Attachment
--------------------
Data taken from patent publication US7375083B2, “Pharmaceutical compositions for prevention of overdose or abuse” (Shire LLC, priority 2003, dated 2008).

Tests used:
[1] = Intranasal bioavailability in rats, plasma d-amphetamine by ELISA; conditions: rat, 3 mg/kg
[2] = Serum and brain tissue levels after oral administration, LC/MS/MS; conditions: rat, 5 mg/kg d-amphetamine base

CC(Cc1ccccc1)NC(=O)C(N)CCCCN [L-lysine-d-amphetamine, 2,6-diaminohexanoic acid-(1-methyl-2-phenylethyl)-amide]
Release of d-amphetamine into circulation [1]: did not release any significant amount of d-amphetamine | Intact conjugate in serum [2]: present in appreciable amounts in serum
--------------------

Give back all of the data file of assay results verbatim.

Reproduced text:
Data taken from patent publication US7375083B2, “Pharmaceutical compositions for prevention of overdose or abuse” (Shire LLC, priority 2003, dated 2008).

Tests used:
[1] = Intranasal bioavailability in rats, plasma d-amphetamine by ELISA; conditions: rat, 3 mg/kg
[2] = Serum and brain tissue levels after oral administration, LC/MS/MS; conditions: rat, 5 mg/kg d-amphetamine base

CC(Cc1ccccc1)NC(=O)C(N)CCCCN [L-lysine-d-amphetamine, 2,6-diaminohexanoic acid-(1-methyl-2-phenylethyl)-amide]
Release of d-amphetamine into circulation [1]: did not release any significant amount of d-amphetamine | Intact conjugate in serum [2]: present in appreciable amounts in serum